Review: Blue Remembered Earth by Alistair Reynolds

Blue Remembered Earth by Alistair Reynolds
Blue Remembered Earth by Alistair Reynolds

Blue Remembered Earth
Alistair Reynolds
Ace, 2012

Alistair Reynolds, known for his massive doorstopping space operas full of characters and packed to physics-defying density with ridiculously cool ideas, makes a jump to something a little more grounded in his most recent novel Blue Remembered Earth. While it too is packed full of ideas it offers them up on a narrower scope instead focusing on the legacy of a single family rather than the galaxy spanning multi-generational interwoven epic of his Revelation Space books. That narrowing of context and the grounding of the plot along a single family line make Blue Remembered Earth, all 512 pages of it, a positively breezy read.

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Review: Redemption Ark by Alistair Reynolds

Redemption Ark by Alistair Reynolds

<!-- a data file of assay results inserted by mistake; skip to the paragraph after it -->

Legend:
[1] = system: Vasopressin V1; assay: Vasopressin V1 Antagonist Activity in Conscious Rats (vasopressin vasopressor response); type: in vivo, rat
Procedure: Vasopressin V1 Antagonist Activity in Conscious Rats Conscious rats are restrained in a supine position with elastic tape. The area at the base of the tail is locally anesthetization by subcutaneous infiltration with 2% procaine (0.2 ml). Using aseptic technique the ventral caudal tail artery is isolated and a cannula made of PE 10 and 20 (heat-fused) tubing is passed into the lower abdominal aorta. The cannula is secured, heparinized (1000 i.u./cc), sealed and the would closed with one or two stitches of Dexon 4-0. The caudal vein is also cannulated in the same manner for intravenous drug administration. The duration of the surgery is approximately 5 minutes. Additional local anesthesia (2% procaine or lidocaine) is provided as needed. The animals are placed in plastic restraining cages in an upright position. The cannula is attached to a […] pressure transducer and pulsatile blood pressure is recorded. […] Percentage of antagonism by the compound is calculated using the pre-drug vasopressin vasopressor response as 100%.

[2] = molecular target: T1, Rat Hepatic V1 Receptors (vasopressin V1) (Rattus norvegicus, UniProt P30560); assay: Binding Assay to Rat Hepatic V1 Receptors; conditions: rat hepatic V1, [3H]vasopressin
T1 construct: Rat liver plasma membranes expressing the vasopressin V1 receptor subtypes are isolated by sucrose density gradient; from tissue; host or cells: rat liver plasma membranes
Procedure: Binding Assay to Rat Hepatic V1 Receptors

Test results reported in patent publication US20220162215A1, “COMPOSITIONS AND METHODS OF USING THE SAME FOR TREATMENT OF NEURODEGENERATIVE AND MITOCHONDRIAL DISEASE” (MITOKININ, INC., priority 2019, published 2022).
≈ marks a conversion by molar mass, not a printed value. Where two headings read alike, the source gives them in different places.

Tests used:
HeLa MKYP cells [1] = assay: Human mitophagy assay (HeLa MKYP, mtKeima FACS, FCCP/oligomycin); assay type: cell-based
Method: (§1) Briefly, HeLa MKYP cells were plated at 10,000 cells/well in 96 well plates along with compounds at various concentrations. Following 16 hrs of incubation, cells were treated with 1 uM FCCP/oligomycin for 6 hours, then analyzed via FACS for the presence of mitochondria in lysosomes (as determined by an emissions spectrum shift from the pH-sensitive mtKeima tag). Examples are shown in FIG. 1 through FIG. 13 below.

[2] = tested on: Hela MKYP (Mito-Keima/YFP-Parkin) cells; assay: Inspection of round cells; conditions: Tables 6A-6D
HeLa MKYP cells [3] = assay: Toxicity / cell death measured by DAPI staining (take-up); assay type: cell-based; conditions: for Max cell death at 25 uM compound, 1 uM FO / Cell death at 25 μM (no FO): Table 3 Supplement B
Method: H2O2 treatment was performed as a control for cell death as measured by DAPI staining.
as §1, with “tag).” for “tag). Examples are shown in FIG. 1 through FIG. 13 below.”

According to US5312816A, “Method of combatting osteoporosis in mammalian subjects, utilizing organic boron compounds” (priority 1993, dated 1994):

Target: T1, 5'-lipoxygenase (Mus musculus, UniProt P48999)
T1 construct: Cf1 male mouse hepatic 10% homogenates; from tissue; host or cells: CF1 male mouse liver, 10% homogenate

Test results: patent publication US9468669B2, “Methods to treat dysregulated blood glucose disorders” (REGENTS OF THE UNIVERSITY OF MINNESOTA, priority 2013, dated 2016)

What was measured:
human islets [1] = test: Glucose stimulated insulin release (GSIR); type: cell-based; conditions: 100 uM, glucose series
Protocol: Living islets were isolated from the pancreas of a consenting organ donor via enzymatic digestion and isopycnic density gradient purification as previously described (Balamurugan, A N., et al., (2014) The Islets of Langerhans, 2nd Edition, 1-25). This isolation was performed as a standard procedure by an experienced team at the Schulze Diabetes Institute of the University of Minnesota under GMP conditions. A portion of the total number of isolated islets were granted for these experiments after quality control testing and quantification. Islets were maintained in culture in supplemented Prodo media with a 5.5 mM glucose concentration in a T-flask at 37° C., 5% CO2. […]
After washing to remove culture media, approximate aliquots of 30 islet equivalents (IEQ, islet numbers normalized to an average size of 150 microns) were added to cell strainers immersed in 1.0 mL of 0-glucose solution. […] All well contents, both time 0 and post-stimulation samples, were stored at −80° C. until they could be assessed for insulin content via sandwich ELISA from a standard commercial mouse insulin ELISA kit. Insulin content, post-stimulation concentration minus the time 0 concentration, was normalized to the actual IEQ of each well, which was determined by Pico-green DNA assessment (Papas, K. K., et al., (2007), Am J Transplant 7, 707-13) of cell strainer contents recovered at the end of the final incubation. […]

Redemption Ark by Alistair Reynolds

Redemption Ark
Alistair Reynolds
Ace, 2003 (mmpb, Ace, 2004)

First line: The dead ship was a thing of beauty.

Redemption Ark is the third book in Reynolds Revelation Space series.  I inadvertently skipped the second novel Chasm City but thankfully Reynolds’ fiction, despite being part of a larger overarching story, manages to stand well enough on its own and I never felt like I was really missing anything major.  As when I read Revelation Space the first thing that strikes me about Reynolds’ writing is the staid, deliberate pace.  I can’t qualify this in any meaningful way, it isn’t good or bad, but it is certainly an aspect of his writing that for me took some time to warm up to.  More so then Revelation Space, Redemption Ark delves a bit deeper into unfamiliar society, particularly the nearly post-human Conjoiners, and lingers more consistently on technologies that are both new and completely fascinating.  Reynolds is an idea man and barely a chapter passed by without some new and shiny bit of technological wonder to fire up my imagination.

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